To Guarantee, or Not To Guarantee


Here’s a consulting question I received as part of the “Ask Michael” series:

“Dear Mr. Zipursky

Thank you for your kindness. I am a business consultant and have a problem in my job. Some of my customers ask me about some kind of guaranty about the result of my consulting services. How can I assure them about the results without giving them any guaranty? 

Thank you


Hi S, I believe you should offer your clients a guarantee.

If you’re confident in your skills and know you can produce results for your clients than there is no reason not to provide them with one.

Guarantees are powerful.

They remove the risk associated with paying a consultant. Continue Reading

Consulting Challenge Executives Face


Here’s a consulting question I received as part of the “Ask Michael” series:

“What’s the biggest challenge that former-executives-turned-consultant face?”

Great question. I work with many executives that have left the corporate world to become consultants.

Most executives have a great skill set.

That is, they are very good at what they do. The problem they face is that they aren’t good at marketing and getting clients.

As an executive you have access to all kinds of resources, from money and equipment, to staff and so on.

But a big difference is that most executives aren’t used to actually doing the work to get clients and generate new business.

It’s important that you study the foundations of a building a marketing system that attracts consulting clients.

Once leads are coming in most executives are more than ready to work with their clients and produce the results.

7 Tips on How to Sell Services to Existing Clients

Selling Consulting Services

When consultants think about growing their practice, most lean towards client acquisition.

While there’s no arguing that attracting and landing new consulting clients will be a critical factor in your success. There is however an often forgotten and more profitable option to grow your consulting business – selling more to your existing clients.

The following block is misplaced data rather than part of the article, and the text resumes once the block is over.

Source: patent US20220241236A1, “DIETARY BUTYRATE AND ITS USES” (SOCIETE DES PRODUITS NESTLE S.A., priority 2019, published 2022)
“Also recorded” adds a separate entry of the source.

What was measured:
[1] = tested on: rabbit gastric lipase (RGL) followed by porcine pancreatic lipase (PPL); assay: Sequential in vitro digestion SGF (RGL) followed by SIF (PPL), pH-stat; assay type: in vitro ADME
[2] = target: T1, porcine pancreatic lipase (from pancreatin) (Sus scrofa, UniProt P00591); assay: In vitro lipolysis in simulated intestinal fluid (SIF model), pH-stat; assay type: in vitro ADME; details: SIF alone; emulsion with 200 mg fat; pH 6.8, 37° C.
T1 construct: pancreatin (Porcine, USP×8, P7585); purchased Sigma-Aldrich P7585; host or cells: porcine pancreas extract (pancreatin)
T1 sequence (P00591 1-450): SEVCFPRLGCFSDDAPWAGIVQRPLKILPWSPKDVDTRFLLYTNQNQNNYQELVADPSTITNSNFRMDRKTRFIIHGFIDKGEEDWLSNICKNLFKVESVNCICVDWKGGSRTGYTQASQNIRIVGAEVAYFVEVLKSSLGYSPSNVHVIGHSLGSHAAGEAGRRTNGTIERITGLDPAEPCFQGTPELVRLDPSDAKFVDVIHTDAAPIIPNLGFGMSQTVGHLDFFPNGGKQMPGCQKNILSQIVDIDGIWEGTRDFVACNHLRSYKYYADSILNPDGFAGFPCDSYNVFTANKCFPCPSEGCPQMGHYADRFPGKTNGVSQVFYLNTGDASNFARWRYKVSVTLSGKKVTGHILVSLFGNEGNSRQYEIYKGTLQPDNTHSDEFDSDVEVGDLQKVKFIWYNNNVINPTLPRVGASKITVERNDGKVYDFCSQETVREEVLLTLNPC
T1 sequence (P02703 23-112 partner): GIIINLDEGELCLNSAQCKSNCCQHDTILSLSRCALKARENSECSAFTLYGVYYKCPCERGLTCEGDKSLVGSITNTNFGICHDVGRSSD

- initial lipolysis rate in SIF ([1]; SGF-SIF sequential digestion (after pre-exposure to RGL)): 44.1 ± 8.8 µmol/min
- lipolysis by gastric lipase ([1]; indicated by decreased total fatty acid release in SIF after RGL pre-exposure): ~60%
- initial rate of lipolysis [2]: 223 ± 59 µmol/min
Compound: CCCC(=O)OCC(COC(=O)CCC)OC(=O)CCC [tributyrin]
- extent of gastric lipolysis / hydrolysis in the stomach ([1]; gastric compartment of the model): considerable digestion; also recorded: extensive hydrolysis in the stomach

Asking your clients what challenges they are facing, what they’d like to have but currently don’t, allows you to respond with a solution or recommendations. This often leads to new work.

Selling to existing clients is far easier than selling to new ones as they already know you and trust you. Plus, it costs less and therefore makes it highly profitable.

In today’s post I’m going to share with you seven ways you can sell more services to your existing clients:

Go 80/20
The Pareto Principle states (in this case) that 80% of your business will come from 20% of your clients. Which clients are you focusing on? Which ones are you giving your highest level of care and attention to? Which ones are most likely to continue working with you and be open to hiring you to help them with additional projects? Look at your client list and find your most valuable buyers.

Give New Ideas to Grow THEIR Business
Show your clients new ideas and how they can be used to build their business. By doing so they are very likely to hire you to help them with the new project. You already know their business, industry, strengths and weaknesses (they are an existing client after all) so you’re well positioned to make these recommendations. Continue Reading

Tips to Deal With Consulting Clients That Resist Change


Here’s a consulting question I received as part of the “Ask Michael” series:

“Hi Michael,

I’m David and I provide marketing consultation services to professional photographers over at Salevoke Marketing, mostly to wedding and portrait photographers.